Musical Theater • July 23, 24, 29, 30 & 31 at 8 p.m.; July 25 at 3 p.m. – Mystic Vision Players will present Aida at the Linden High School Theatre, 121 W. St. Georges Ave.
I read the newspaper religiously every day. In fact, not reading the paper feels, to me, the same way it does when you discover that you left the house without a wristwatch on, like something’s missing. Sometimes I even read two or three different newspapers just to see what one paper considers front page news that other papers don’t. It’s amazing how the news can differ in importance from one read to the next.
UNION — The Children’s Department of the Union Public Library has scheduled the following programs at the Main Library during the month of August:
Hot summer weather can pose special health risks to older adults. The National Institute on Aging (NIA), part of the National Institutes of Health, has some advice for helping older people avoid heat-related illnesses, known as hyperthermia.
Anyone who says he totally comprehends writer-director Christopher Nolan’s surreally fascinating yet confounding “Inception” is full of it.
CRANFORD—Andrea Carbine, co-owner of Cranford’s acclaimed A Toute Heure bistro, will talk about the “locavore” movement on Monday, July 26, at 7:30 p.m. in the Cranford Community Center, 220 Walnut Avenue.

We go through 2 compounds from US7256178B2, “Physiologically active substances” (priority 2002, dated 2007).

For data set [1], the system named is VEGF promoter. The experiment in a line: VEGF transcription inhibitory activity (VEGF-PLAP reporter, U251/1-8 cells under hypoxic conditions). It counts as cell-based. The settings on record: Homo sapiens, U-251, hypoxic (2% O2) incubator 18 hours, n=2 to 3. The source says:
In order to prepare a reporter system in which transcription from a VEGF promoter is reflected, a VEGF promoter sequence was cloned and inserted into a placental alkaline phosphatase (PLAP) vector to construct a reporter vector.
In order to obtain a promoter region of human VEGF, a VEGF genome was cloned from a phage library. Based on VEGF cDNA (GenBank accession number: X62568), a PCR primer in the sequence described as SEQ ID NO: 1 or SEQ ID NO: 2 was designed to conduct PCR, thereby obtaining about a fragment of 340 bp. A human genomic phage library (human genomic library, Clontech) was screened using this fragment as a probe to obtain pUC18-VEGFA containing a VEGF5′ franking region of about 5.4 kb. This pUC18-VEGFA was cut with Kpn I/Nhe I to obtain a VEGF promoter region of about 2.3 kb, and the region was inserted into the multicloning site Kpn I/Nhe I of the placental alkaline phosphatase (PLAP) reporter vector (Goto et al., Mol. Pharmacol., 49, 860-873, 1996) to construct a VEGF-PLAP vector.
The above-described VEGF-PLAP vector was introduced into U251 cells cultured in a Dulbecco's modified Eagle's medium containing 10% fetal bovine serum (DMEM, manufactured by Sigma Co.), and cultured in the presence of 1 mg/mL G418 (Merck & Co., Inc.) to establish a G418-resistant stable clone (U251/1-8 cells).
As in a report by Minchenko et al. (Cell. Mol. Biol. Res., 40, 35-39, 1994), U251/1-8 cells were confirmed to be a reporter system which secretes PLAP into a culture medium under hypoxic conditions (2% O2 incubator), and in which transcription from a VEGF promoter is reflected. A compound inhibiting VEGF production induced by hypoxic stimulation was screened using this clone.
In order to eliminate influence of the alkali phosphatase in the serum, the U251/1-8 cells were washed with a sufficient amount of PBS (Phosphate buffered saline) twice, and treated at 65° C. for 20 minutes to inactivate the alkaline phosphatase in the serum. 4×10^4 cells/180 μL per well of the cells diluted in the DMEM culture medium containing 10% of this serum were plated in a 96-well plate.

LINDEN — Morning Star Community Christian Center is hosting a free concert and all proceeds will go toward the Haiti relief efforts.
CLARK — Children enjoyed an evening of everything bubbly last night at the Clark Public Library. Part of the library’s summer reading program, “Bubble Trouble” presented by Jeff Boyer Productions entertained the youngsters while explaining some of the science of bubble making.
TRENTON–Department of Environmental Protection Commissioner Bob Martin approved a black bear management policy that authorizes the state’s first black bear hunt since 2005 to deal with an overpopulation of bears and problems they are causing, especially in northern parts of New Jersey.
ROGERS, Ark. — Just one week after a federal appeals court opened the door for foul language to be used freely on broadcast TV, an Arkansas company says they have a solution: Filter the words out on your own.